Saturday 27 October 2012

Order of St Lazarus - Clarification

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Many of my readers will know that I am chaplain general in Great Britain of the Military and Hospitaller Order of St Lazarus of Jerusalem, as I often put up reports of our events and the good works the Order does - most recently, donating £10,000 to SUROL, a Leprosy Charity with Cardinal Ranjith as its patron.  There is often some misunderstanding about the Order, particularly here in Britain where it is so small and the recent document from Rome concerning Equestrian orders produced a flurry of not always favourable comment fuelled by such misunderstanding.  Perhaps it is the startling colour of the Order - green - particularly when seen on the priest's biretta etc that makes some people jump to the conclusion that it must be some outrageous modern invention.

Anyway the above statement issued by the Order of St Lazarus makes it clear where we stand in relation to the recent document from Rome.

Perhaps a word of explanation about the use of the glorious green.
Chaplains of the Order have worn green on their accouterments for many centuries, even though green was a more usual colour for bishops to wear.
An engraving of an Ecclesiastical Knight of the Order from 1714
The Church only began to regulate the colours for ecclesiastical dress in the 1200s, although these became formalised because of heraldry rather than as a result of Church directives. For a long time (originating in Spain) green was the colour for bishops and archbishops and even today, it is the heraldic colour for these prelates, as seen in their galero and fiocchi, the silk cord upon which hangs the Pectoral Cross, and the traditional instruction that a bishop's biretta be lined with green, rather than purple.
In his book on the ceremonial life and protocol of the Roman Catholic Church, The Church Visible, James-Charles Noonan, Jr. tells how green, had by the eleventh century, become the colour for bishops and archbishops.  The Fourth Lateran Council required the colour green for patriarchs in 1215.  In the Second Council of Lyons, 1274, Pope Gregory X granted the red galero so that his cardinals would stand out in council processions.  It was also the tradition in many places to upholster the cathedra in green.  According to Noonan the tradition of green as the colour for bishop’s heraldry was also the colour of their vesture.  He describes this as “forest green” or a “cloth of the darkest green.”  The change to the present violet (Amaranth Red) for bishops began as early as the pontificate of Gregory XIII (1572-1585) and by the reign of Urban VIII (1623-1644) the change was complete.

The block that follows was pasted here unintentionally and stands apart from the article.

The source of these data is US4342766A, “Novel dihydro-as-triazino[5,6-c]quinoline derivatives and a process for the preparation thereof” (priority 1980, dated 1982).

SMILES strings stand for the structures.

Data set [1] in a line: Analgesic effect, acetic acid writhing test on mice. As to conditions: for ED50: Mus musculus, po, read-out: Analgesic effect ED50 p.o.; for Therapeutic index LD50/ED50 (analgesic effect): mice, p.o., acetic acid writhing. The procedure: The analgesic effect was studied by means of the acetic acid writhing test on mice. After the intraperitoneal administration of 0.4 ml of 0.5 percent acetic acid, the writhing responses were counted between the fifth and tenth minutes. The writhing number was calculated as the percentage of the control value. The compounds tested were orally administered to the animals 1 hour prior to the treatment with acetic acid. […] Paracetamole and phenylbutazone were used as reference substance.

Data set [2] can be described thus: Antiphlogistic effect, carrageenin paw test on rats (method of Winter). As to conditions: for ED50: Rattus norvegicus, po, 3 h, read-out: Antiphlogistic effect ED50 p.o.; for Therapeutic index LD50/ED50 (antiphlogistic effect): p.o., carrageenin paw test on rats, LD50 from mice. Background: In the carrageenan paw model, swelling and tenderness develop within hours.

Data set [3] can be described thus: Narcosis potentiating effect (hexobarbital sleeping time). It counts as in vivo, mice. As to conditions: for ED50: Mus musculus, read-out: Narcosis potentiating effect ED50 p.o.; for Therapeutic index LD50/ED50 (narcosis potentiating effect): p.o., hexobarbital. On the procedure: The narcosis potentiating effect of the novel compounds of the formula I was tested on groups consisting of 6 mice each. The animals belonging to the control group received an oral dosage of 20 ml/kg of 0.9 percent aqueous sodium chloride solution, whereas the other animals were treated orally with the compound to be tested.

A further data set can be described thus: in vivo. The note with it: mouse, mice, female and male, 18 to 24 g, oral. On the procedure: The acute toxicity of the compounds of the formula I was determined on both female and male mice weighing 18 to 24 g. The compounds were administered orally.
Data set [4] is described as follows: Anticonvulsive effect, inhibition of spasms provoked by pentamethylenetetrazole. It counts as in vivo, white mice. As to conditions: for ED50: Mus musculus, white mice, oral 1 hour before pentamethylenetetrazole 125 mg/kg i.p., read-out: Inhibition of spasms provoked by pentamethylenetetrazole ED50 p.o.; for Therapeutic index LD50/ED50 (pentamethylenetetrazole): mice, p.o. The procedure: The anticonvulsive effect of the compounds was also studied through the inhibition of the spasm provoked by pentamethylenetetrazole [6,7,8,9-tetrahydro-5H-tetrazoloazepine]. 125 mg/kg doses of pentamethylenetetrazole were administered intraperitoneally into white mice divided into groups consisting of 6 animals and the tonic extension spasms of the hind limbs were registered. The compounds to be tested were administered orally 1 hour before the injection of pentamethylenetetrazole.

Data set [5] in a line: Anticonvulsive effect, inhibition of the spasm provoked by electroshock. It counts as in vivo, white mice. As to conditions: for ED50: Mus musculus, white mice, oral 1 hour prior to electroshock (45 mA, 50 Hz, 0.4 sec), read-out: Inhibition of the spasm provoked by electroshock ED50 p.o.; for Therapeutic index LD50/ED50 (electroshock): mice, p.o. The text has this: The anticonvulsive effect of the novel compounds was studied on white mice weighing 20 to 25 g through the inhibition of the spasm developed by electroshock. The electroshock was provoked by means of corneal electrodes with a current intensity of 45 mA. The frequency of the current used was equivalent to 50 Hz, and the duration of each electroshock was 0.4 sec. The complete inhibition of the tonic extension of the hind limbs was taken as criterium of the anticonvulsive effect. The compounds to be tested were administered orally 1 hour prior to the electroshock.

Arms of Archbishop Duka of Prague, before he was created Cardinal
Bishop Athanasius Schneider wearing the green and gold silk cord
A bishop's Saturno sporting green and  gold tassles

The Order's use of the colour green, however, is unlikely to be connected to its use by prelates as it spans the past millennium. Several legends concern King Baldwin IV who ruled Jerusalem from 1174 to 1183. After founding the Lazarus Hospital and Commandery at Seedorf in Switzerland he had a vision which included finding a green cross in his hand upon waking. Another legend surrounding King Baldwin IV is that during his coronation in Jerusalem, an eagle dropped onto his head a gold ring with a green cross embedded. What is certain is that the green cross and the colour green have been intimatelly associated with the Order of Saint Lazarus throughout the second millennium. There is documentary evidence from 1314 wherein the Commander of Seedorf ordered that the green cross should be worn by the brothers on their habits.

The green cross of Saint Lazarus is also the origin of the international symbol for healthcare. which we see outside Chemists and Pharmacies and on First Aid boxes. The influence of the Hospitaller Orders can still be seen today. (St. John's Ambulance, for instance, draws it's existance from the Hospitaller Order of St.John).